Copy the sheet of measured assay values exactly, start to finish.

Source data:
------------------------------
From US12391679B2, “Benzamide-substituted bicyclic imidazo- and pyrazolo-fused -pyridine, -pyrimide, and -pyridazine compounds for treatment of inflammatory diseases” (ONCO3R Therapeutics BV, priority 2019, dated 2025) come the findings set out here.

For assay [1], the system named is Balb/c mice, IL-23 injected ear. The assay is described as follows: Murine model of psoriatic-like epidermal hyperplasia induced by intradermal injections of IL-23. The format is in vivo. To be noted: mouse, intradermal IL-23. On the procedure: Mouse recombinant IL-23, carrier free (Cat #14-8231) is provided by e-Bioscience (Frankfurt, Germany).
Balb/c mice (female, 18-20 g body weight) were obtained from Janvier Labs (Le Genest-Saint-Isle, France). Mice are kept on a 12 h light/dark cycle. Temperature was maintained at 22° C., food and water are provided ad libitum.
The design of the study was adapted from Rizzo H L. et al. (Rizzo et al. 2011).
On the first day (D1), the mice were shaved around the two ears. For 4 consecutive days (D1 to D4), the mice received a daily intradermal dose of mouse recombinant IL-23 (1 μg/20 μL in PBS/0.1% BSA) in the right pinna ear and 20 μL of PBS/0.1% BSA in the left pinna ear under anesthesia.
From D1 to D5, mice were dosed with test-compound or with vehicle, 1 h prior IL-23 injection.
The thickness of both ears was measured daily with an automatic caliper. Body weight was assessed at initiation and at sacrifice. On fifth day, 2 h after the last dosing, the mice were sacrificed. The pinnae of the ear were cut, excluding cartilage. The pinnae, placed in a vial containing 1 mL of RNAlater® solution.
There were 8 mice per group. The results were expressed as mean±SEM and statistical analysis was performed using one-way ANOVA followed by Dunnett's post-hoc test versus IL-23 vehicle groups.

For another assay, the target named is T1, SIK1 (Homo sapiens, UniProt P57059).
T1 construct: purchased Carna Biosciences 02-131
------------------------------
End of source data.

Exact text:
From US12391679B2, “Benzamide-substituted bicyclic imidazo- and pyrazolo-fused -pyridine, -pyrimide, and -pyridazine compounds for treatment of inflammatory diseases” (ONCO3R Therapeutics BV, priority 2019, dated 2025) come the findings set out here.

For assay [1], the system named is Balb/c mice, IL-23 injected ear. The assay is described as follows: Murine model of psoriatic-like epidermal hyperplasia induced by intradermal injections of IL-23. The format is in vivo. To be noted: mouse, intradermal IL-23. On the procedure: Mouse recombinant IL-23, carrier free (Cat #14-8231) is provided by e-Bioscience (Frankfurt, Germany).
Balb/c mice (female, 18-20 g body weight) were obtained from Janvier Labs (Le Genest-Saint-Isle, France). Mice are kept on a 12 h light/dark cycle. Temperature was maintained at 22° C., food and water are provided ad libitum.
The design of the study was adapted from Rizzo H L. et al. (Rizzo et al. 2011).
On the first day (D1), the mice were shaved around the two ears. For 4 consecutive days (D1 to D4), the mice received a daily intradermal dose of mouse recombinant IL-23 (1 μg/20 μL in PBS/0.1% BSA) in the right pinna ear and 20 μL of PBS/0.1% BSA in the left pinna ear under anesthesia.
From D1 to D5, mice were dosed with test-compound or with vehicle, 1 h prior IL-23 injection.
The thickness of both ears was measured daily with an automatic caliper. Body weight was assessed at initiation and at sacrifice. On fifth day, 2 h after the last dosing, the mice were sacrificed. The pinnae of the ear were cut, excluding cartilage. The pinnae, placed in a vial containing 1 mL of RNAlater® solution.
There were 8 mice per group. The results were expressed as mean±SEM and statistical analysis was performed using one-way ANOVA followed by Dunnett's post-hoc test versus IL-23 vehicle groups.

For another assay, the target named is T1, SIK1 (Homo sapiens, UniProt P57059).
T1 construct: purchased Carna Biosciences 02-131